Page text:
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ERIC Number: ED498222
Record Type: Non-Journal
Publication Date: 2007-Feb
Pages: 7
Abstractor: Author
Reference Count: N/A
No Child Left Behind: What the Public Thinks. Education Outlook. Number 1
Hess, Frederick M.
American Enterprise Institute for Public Policy Research
After the 2000 presidential election during which George W. Bush erased the enormous advantage Democratic nominees had enjoyed on education by relentlessly decrying the "soft bigotry of low expectations," the president worked with Congressman George Miller (D-Calif.) and Senator Ted Kennedy (D-Mass.) to assemble a bill that ultimately sailed through both houses of Congress by a margin of 381 to 41 in the House and 87 to 10 in the Senate. That bill, the No Child Left Behind Act (NCLB), is due for reauthorization this year, and the administration and the Democratic chairs of both the House and Senate education committees have declared its reauthorization a priority. Whether the bipartisan triumph achieved with the original passage of NCLB can be repeated depends on how Congress understands public opinion on the act. (Contains 24 endnotes.) [This inaugural issue is the first in a new series of essays devoted to key issues in education policy.]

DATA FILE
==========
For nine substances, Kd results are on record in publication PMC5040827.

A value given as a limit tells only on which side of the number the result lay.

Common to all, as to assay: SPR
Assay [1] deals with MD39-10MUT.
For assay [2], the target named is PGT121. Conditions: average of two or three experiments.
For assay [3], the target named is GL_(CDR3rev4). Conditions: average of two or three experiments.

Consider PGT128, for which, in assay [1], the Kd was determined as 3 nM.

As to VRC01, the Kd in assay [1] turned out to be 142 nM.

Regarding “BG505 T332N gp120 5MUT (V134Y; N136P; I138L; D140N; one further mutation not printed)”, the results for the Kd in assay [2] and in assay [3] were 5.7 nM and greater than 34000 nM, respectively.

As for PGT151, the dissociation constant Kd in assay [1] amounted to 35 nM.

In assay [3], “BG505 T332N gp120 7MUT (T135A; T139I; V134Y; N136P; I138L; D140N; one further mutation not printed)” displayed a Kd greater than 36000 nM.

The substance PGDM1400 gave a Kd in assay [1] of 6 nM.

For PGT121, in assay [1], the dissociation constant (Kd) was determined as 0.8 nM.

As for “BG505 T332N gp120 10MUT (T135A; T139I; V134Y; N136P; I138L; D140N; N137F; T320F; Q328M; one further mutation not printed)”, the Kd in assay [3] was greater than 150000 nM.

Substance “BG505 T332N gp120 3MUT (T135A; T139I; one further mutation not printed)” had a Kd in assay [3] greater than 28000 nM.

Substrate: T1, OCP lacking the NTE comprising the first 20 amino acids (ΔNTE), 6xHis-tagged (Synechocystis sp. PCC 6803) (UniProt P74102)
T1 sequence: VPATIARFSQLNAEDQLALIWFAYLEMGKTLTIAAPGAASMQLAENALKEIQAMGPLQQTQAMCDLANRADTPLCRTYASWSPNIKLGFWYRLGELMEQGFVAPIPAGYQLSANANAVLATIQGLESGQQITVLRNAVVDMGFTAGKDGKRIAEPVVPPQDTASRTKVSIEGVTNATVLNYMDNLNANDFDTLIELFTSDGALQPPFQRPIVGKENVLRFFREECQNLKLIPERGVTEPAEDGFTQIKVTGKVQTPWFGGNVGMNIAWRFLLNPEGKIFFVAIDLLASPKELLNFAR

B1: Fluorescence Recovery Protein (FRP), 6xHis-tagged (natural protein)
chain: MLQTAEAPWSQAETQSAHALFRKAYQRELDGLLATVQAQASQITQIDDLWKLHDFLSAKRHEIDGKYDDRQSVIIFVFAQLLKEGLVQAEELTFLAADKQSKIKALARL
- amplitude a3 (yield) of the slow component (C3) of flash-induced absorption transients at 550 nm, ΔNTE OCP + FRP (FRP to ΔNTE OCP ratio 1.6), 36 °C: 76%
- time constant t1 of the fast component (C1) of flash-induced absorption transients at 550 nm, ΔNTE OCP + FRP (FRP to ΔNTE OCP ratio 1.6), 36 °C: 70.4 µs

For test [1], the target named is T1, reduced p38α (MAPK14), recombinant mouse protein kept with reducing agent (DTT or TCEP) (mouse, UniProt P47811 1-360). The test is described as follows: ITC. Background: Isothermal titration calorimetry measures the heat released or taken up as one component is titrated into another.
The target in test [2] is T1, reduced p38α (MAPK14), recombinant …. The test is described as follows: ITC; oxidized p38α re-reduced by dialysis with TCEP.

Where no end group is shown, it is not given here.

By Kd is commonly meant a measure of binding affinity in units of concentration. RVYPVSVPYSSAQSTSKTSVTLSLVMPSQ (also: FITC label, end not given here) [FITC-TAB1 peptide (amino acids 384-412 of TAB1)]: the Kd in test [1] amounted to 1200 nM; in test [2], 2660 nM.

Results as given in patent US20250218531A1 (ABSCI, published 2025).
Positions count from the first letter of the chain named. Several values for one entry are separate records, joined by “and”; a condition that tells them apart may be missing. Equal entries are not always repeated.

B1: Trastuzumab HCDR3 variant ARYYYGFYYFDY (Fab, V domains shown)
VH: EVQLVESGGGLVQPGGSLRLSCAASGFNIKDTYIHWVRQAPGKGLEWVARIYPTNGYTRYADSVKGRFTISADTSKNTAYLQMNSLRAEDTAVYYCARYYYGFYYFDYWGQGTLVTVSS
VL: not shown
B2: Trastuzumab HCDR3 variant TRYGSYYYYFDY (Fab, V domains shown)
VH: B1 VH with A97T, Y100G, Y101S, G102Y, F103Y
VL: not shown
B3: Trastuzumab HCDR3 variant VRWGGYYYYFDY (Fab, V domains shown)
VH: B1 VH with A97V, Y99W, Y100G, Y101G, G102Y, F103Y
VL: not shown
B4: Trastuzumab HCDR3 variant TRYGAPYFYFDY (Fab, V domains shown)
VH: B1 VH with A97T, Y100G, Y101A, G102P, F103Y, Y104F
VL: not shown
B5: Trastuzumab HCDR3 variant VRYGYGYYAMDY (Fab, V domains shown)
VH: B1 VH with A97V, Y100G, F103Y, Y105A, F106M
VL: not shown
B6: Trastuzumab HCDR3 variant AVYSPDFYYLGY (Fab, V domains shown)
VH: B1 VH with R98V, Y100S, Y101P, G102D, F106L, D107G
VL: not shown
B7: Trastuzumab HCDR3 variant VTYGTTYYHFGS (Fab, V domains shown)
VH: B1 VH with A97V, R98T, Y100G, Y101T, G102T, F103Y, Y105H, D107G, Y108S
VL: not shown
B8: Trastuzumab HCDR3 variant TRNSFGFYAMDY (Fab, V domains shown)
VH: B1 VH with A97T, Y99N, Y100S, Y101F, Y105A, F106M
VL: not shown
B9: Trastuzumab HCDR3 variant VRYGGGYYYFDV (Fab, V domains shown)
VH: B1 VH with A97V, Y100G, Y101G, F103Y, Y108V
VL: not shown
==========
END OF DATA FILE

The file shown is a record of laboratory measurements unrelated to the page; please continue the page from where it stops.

American Enterprise Institute for Public Policy Research. 1150 Seventeenth Street NW, Washington, DC 20036. Tel: 202-862-5800; Fax: 202-862-7177; Web site:
Publication Type: Opinion Papers
Education Level: Elementary Secondary Education
Audience: N/A
Language: English
Sponsor: N/A
Authoring Institution: American Enterprise Inst. for Public Policy Research, Washington, DC.
Identifiers - Laws, Policies, & Programs: No Child Left Behind Act 2001